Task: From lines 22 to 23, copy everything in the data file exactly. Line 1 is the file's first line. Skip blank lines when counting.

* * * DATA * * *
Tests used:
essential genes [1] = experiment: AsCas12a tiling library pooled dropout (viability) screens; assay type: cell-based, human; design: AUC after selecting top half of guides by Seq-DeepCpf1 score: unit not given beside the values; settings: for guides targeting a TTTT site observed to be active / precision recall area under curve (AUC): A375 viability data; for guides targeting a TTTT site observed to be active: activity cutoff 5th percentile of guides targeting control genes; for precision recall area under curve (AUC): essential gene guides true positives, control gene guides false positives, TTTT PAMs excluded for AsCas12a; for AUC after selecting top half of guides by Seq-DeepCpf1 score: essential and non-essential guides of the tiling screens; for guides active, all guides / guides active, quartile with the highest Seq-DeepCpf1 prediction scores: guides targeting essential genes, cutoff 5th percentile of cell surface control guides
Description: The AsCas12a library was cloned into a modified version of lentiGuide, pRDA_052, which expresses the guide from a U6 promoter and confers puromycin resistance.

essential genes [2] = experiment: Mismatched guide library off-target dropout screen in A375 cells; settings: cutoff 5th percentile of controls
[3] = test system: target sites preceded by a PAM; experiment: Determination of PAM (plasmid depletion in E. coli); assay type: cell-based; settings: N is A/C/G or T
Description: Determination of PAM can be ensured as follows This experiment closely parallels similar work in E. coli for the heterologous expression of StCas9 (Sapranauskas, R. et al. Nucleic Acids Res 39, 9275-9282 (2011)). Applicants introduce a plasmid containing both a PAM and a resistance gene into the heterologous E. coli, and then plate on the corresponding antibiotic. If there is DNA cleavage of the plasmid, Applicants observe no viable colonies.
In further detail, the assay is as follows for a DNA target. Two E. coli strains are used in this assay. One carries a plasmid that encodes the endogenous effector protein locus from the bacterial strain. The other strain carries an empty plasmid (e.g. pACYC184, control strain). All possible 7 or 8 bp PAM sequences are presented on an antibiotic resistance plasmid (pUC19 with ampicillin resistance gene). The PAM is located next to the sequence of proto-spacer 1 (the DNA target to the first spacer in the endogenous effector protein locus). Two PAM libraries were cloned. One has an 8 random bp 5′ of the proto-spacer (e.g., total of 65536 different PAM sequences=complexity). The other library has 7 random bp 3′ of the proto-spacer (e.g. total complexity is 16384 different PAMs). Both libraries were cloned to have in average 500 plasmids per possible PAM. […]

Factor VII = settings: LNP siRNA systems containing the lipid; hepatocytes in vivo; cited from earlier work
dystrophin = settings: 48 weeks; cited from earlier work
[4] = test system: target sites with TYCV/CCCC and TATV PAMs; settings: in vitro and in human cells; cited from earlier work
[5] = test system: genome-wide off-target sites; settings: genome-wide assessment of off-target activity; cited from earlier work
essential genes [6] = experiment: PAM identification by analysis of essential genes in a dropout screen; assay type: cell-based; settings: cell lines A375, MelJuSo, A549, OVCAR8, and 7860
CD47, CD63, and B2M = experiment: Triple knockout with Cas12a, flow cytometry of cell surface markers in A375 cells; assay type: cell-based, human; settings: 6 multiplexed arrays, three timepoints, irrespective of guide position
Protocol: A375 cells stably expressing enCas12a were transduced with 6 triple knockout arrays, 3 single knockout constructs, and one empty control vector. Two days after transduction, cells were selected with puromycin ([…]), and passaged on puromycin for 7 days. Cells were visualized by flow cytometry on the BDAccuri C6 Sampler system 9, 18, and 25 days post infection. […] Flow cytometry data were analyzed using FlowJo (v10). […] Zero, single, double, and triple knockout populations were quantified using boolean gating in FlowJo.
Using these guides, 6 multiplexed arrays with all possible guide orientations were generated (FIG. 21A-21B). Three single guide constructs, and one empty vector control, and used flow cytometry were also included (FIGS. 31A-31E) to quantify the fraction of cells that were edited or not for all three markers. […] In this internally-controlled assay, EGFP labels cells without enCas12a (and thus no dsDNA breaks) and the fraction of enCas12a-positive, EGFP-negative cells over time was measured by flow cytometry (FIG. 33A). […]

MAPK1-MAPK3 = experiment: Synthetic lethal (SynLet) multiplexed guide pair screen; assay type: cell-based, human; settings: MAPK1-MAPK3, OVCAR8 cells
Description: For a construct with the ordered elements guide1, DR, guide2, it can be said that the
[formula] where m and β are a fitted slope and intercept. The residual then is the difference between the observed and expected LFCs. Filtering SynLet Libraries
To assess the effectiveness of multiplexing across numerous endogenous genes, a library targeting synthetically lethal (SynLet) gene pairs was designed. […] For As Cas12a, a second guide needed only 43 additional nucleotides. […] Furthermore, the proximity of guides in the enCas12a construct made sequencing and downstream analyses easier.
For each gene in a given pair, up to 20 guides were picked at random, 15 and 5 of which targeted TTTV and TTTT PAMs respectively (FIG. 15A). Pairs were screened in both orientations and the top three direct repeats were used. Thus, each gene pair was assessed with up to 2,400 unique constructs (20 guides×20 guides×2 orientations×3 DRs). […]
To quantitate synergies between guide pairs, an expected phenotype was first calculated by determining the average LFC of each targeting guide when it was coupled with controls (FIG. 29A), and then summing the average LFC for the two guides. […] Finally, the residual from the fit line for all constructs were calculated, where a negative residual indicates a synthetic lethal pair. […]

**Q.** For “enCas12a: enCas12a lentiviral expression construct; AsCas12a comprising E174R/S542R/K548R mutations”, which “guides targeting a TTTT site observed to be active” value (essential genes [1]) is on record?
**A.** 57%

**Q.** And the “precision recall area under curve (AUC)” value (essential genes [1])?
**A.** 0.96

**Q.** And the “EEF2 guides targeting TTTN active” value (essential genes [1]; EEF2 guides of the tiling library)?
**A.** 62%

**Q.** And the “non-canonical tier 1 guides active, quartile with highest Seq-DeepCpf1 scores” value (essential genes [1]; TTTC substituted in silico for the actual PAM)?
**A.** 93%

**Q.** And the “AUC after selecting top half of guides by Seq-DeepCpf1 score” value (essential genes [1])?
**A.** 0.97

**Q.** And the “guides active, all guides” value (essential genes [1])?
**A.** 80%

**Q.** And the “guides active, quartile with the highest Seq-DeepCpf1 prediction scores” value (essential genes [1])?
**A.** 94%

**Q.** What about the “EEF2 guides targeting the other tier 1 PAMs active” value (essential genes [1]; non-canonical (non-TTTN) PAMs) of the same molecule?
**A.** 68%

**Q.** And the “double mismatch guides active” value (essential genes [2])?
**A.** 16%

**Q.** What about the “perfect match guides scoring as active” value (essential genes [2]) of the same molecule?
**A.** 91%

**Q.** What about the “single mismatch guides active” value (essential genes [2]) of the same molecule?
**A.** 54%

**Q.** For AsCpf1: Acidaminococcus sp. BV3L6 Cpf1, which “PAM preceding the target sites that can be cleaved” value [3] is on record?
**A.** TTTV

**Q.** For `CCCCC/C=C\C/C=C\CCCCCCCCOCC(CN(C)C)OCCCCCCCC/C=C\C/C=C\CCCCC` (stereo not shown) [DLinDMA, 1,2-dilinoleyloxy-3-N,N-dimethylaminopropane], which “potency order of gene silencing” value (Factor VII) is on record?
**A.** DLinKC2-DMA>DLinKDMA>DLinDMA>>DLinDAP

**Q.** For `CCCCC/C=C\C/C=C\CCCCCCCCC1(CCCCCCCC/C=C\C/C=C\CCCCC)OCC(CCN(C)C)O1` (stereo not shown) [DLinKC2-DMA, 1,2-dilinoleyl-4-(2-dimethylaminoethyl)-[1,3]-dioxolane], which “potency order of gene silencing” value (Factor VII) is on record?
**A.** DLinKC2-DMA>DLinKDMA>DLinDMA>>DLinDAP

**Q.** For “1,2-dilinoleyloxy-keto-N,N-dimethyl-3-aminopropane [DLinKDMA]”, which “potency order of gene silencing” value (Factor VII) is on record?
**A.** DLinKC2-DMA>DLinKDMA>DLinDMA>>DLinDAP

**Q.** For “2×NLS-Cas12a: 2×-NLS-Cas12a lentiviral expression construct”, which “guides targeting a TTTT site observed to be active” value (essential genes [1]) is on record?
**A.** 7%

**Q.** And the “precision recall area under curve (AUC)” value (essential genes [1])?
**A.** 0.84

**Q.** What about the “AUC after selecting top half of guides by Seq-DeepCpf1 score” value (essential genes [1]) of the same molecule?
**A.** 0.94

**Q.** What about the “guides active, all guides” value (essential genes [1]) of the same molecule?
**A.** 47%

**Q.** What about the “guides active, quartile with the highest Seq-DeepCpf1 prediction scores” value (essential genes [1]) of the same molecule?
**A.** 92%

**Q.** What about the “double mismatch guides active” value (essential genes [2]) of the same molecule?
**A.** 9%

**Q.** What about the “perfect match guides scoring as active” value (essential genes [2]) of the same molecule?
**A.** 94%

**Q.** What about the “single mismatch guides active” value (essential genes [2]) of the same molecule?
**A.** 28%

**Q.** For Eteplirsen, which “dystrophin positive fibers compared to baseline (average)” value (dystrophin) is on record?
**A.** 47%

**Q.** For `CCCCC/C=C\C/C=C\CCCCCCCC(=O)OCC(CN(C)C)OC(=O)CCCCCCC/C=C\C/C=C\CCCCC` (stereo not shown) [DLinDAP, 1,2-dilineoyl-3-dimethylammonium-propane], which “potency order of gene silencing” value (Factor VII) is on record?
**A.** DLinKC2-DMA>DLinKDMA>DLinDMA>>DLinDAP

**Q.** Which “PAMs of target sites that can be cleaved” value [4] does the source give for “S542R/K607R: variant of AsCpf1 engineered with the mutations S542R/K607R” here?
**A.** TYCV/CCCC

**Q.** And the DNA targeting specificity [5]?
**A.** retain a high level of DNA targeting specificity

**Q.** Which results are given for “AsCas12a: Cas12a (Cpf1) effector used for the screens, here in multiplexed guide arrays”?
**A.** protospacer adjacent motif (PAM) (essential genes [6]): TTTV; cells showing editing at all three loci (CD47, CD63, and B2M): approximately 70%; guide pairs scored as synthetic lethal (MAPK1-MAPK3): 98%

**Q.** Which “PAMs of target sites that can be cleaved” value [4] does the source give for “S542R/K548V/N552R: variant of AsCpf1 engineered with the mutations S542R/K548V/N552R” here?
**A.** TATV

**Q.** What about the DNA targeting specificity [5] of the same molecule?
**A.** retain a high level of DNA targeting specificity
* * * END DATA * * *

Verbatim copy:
**Q.** For “enCas12a: enCas12a lentiviral expression construct; AsCas12a comprising E174R/S542R/K548R mutations”, which “guides targeting a TTTT site observed to be active” value (essential genes [1]) is on record?
**A.** 57%